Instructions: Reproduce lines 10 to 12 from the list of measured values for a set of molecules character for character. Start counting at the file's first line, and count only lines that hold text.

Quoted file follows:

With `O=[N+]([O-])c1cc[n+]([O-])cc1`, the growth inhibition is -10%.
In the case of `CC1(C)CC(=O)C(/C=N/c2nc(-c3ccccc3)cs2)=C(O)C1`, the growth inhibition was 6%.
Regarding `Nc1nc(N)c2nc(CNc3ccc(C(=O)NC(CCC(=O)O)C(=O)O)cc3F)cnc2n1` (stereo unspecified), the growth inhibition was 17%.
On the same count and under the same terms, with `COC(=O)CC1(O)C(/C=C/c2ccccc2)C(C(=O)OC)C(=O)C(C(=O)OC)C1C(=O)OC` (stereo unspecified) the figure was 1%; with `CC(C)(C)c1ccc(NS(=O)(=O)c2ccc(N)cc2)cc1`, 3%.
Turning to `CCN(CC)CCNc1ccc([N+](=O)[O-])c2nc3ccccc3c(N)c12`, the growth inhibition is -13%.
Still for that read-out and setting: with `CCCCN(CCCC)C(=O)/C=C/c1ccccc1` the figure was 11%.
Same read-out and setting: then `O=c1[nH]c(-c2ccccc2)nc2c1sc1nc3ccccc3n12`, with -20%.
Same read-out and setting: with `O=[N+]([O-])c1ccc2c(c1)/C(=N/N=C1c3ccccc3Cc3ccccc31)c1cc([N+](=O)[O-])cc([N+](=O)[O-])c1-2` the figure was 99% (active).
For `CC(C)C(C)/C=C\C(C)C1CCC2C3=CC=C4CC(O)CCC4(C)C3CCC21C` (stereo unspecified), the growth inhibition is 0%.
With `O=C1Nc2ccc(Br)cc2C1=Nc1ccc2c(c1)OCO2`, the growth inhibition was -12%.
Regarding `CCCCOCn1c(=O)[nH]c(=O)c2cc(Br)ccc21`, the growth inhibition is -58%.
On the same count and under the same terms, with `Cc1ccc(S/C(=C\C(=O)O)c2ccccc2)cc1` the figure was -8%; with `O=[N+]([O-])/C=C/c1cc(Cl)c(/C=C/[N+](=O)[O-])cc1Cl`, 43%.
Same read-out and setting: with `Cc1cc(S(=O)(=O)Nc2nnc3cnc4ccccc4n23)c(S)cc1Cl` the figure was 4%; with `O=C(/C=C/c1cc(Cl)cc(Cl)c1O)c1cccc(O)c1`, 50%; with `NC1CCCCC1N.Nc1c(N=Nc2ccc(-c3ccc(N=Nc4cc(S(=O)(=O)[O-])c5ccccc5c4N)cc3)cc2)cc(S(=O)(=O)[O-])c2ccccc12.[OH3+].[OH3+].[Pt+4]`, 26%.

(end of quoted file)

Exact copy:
With `O=C1Nc2ccc(Br)cc2C1=Nc1ccc2c(c1)OCO2`, the growth inhibition was -12%.
Regarding `CCCCOCn1c(=O)[nH]c(=O)c2cc(Br)ccc21`, the growth inhibition is -58%.
On the same count and under the same terms, with `Cc1ccc(S/C(=C\C(=O)O)c2ccccc2)cc1` the figure was -8%; with `O=[N+]([O-])/C=C/c1cc(Cl)c(/C=C/[N+](=O)[O-])cc1Cl`, 43%.